Basil can also be blended with a small amount of water or with an oil and put into ice cube trays and into the freezer. Pop them out when frozen and put into a freezer bag. Each cube makes for an easy way to add flavour to a plain tomato sauce. Or use the pesto for a tomato sauce free alternative for your favourite pasta noodles. We love pesto on fresh tomatoes, as a veggie dip, on sandwiches.

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Veggies you might find this week include: Cabbage leaves, Grape leaves, Scallions, Red Cabbage, Napa/Chinese Cabbage, Kohlrabi, Portabella Mushrooms, mini Cucumbers, fresh Garlic, Peppers, Eggplant, Summer Squash, Winter Squash, Broccoli, and of course, Basil and other fresh and dried Herbs.

P.S. The Veggies tab has been updated with links to Summer Squash and Eggplant recipes!

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We took time this week to pick organic Blueberries from Blueberry Hill in Rodney.

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Veggie of the Week: Brassicas!

The Brassica family is a large one and includes Red + Green Cabbage, Savoy Cabbage, Kale, Collards, Kohlrabi, Broccoli, Cauliflower, Brussels Sprouts, Chinese (Napa) Cabbage, Turnips, and more!

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Photos by Susan Platsko

Savoy Cabbage

Savoy Cabbage

Chinese (Napa) Cabbage

Chinese (Napa) Cabbage

Kohlrabi

Kohlrabi

Q: How does a farmer fix their pants?

A: With a Cabbage patch

This is another odd choice because in previous weeks the Veggie Of The Week was plentiful and there was more than enough for every one. We decided to feature the Brassicas, even though we don’t have enough of any one item for every member, because it’s such a large family and eventually every member will get to enjoy several items from this prolific, and nutritious, family. As what usually happens with Cabbages (especially), they don’t all ripen at the same time and so they get harvested over several weeks.

Please make use of the search function on this website to find all the recipes we’ve posted over the years for all the members of this family! Here are some highlights: Using Chinese Cabbage to make Kimchi, Kohlrabi Bistro Salad, Everything you ever wanted to know about Savoy Cabbage. Red Cabbage adds a wonderful crunch and colour pop to any salad or stir fry and can be used to make raw lacto-fermented or cooked sauerkraut. The leaves can be used to make Cabbage rolls or sliced and added to soups and stir fries. Savoy Cabbage can be substituted for Red Cabbage in any recipe. Napa Cabbage is also a lovely addition to stir fries. Kohlrabi can be eaten like an apple, it’s a crunchy “mini-cabbage”, don’t be scared by it’s alien-like appearance, it’s leaves are also edible. Our Broccoli is finally producing more and we love the long stems and leaves. There are so many ways to enjoy Brassicas!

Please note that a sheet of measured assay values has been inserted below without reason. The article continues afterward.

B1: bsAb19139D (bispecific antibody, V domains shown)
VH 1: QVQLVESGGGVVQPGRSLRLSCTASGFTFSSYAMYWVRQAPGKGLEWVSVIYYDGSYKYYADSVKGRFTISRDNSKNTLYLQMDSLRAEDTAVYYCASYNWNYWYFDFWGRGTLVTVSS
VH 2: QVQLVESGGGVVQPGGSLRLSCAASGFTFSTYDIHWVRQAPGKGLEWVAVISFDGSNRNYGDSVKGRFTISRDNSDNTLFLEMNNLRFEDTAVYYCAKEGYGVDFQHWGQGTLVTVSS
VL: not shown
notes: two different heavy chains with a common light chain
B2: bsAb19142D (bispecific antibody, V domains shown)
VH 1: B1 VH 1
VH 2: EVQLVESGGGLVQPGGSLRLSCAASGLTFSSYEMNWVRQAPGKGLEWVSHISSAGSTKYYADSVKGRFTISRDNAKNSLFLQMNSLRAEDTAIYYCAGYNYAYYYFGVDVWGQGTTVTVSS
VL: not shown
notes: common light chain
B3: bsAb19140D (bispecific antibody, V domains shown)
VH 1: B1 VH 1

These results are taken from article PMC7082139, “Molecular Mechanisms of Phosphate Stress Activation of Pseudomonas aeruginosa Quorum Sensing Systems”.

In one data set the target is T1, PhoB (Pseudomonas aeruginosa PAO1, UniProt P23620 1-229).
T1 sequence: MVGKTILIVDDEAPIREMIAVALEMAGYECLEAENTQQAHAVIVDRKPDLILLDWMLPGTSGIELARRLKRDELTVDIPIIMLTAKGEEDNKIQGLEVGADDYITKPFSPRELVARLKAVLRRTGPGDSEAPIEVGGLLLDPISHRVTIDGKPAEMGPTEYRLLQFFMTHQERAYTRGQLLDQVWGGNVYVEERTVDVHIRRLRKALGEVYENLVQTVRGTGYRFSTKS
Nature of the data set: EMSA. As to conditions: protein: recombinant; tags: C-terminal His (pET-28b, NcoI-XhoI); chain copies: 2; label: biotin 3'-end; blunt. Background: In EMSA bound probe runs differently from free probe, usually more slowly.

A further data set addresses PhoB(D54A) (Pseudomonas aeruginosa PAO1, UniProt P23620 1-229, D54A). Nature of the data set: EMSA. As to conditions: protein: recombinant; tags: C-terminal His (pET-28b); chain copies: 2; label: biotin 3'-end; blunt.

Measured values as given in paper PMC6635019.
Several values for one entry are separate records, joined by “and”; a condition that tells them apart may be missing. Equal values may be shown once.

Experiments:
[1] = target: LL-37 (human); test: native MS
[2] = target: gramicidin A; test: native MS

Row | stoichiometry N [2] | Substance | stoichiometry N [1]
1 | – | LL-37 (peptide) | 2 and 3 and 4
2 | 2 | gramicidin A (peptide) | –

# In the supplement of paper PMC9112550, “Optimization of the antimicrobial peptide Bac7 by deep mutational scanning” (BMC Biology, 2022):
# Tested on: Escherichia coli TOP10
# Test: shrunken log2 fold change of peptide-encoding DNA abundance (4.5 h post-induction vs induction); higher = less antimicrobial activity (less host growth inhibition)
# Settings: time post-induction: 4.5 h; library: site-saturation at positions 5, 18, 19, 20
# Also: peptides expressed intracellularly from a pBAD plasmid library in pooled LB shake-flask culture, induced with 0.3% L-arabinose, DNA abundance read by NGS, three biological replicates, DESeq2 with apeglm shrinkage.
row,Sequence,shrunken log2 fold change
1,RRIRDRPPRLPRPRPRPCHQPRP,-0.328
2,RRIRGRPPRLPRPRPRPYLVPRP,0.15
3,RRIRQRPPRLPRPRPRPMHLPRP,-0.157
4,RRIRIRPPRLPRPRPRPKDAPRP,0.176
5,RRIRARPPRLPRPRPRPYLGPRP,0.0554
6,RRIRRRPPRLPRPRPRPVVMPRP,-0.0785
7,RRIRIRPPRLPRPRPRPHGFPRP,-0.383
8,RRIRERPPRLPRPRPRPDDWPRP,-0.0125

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Can you spot all the items in this pic? Red Cabbage head + bunches of leaves, fresh Garlic, Rainbow Leafies, Summer Squash, Radnips, Eggplant, Purple Peppers, Kohlrabi, fresh Mint, Broccoli

The Chinese Eggplant + Purple Peppers + Summer Squash (this includes Zuchini + Patty Pans) are just starting to come on! We’ll have more (limited quantities) of fresh Garlic available! Salad mix + Scallions are available but not pictured as well as a variety of fresh herbs including Basil, Dill, Thyme, Lemon Balm, and Mint. Mint and Lemon Balm make wonderful fresh teas, they can also be hung to dry and make into nutritious and healing wintertime teas.

New this week – we’ll have fresh flower bouquets available at ShopEco on Wednesdays!